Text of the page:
If you turned off the television (or Vox’s liveblog) 10 minutes into the Hoyas’ Saturday afternoon matchup against Howard to go back to pretending to study for finals, you could be forgiven for thinking this was a fairly uneventful game. After all, at that point Georgetown was capping off a 17-0 opening run–a lot of bench minutes and a couple garbage time buckets for the Bison, and 3o minute later a 14-point margin of victory doesn’t seem unreasonable.
If you watched the whole game, however, you know that calling that margin of victory misleading was an understatement. The Hoyas nearly gave away that early lead, letting the Bison get within a possession of them as late as the six-minute mark of the second half. What went wrong, and how Georgetown was able to save face:
The (near) collapse
Seventeen to zero. That was the score with just over 10 minutes to go in the first half, and Georgetown looked every bit as dominant as that margin would indicate. The Bison eventually got on the board, but the Hoyas were rolling well enough that redshirt freshman Aaron Bowen, usually the last scholarship player off the bench, checked in with 7:22 to go.
From there, well, it wasn’t good. Thanks to turnovers and some cold hands, the Hoyas let the Bisons keep pace for the rest of the first half and went into the locker room with the lead down to 13. Then things got really bad, with Howard opening the half on a 15-6 run, cutting the lead to just two with 11:40 to go.
“They outplayed us,” head coach John Thompson III said. “I feel like we missed 10 layups. They weren’t your breakaway, wide-open layups–they were contested layups. But we missed during the course of that game–I’m going to guess–10 to 15 layups.”
The Hoyas couldn’t do anything to help themselves. They managed to shoot just 32.7 percent from the field, including 1-of-13 three-pointers. Senior captain Jason Clark was 1-of-10 on the game (he salvaged his performance by going 10-of-10 from the free throw line). Georgetown was even beat on the boards, 38-36, by the shorter Bisons.
“We were worrying about skill versus will,” Howard head coach Kevin Nickelberry said. “They’re a really skilled team. We had to will them to play ugly, to play our style, and we did that in the second half. We took away a lot of their back cuts. Sims and Lubick had to beat us. Every time Lubick touched it we were fouling, because I didn’t feel like he could make enough free throws to beat us.”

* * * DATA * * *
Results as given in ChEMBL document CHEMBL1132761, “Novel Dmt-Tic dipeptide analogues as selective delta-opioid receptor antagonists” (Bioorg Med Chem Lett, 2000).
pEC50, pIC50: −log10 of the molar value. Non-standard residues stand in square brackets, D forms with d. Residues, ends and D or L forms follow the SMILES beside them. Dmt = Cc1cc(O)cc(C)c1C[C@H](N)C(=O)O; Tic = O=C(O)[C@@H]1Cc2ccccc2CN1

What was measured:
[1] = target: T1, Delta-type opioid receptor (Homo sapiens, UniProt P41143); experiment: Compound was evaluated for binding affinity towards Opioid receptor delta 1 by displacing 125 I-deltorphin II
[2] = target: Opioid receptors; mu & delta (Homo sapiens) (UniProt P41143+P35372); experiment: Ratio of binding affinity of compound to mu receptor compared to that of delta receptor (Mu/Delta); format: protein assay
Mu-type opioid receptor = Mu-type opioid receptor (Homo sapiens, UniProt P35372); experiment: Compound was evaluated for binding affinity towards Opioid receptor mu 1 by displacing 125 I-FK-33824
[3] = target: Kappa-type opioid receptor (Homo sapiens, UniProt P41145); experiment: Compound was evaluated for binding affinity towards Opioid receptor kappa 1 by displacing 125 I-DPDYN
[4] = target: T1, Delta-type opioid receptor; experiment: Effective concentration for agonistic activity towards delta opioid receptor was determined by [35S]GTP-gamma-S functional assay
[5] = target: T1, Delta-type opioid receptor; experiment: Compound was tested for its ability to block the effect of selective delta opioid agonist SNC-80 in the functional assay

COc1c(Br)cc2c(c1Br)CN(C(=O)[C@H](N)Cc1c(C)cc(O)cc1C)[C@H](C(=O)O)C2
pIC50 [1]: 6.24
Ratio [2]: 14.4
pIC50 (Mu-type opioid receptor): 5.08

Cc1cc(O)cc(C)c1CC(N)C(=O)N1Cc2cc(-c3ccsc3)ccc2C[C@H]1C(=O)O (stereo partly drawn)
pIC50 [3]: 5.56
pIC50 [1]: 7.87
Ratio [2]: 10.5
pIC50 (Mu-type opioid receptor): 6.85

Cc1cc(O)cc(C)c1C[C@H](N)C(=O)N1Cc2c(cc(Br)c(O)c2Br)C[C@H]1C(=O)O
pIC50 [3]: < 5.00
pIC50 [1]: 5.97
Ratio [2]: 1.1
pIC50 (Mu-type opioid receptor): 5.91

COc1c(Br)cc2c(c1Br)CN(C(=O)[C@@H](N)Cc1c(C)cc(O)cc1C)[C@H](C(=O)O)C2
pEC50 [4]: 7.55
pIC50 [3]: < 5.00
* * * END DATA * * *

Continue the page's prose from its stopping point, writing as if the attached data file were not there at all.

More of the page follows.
The correction (ft. Otto Porter)
Nickelberry’s strategy looked like it would pay off–Lubick missed his first three free throws, just one of many Hoyas who couldn’t connect from the line. Even the sharpshooting Hollis Thompson missed three straight at one point. But the Hoyas eventually regained their composure at the stripe, making 10 of their last 11 freebies, including two big ones by Lubick. (Georgetown ultimately went 29-of-42 on free throws.)
The game didn’t just come down to free throw shooting, however. Nickelberry said the turning point came when the Hoyas broke out a full court press late in the second half, flummoxing a young Howard team. The press forced many of the Bison’s 23 turnovers and stopped them from scoring quickly against an unsettled Hoya halfcourt defense.
“As a young team we had to adjust [to the full court pressure],” Nickelberry said. “By the time we adjusted, it was too late.”
It was Hoya freshman Otto Porter who seemed to single-handedly shift the momentum of the game, however. After Hollis Thompson connected on two free throws with 6:27 to go to extend the Hoyas’ lead to four, Porter finally gave Georgetown some slim breathing room. Porter swiped a Bison pass as they tried to advance the ball upcourt and took it all the way for an uncontested dunk. Howard called timeout, but Georgetown’s full court press forced a five-second violation as they tried to inbound, and the Hoyas outscored the Bison 16-8 the rest of the way.
Porter finished with 13 points to lead the Hoyas. He was 6-of-11 on the day, the only Hoya to hit more than two field goals.
The Hoyas have a week off to take care of finals before taking on another local opponent, American, at the Verizon Center next Saturday.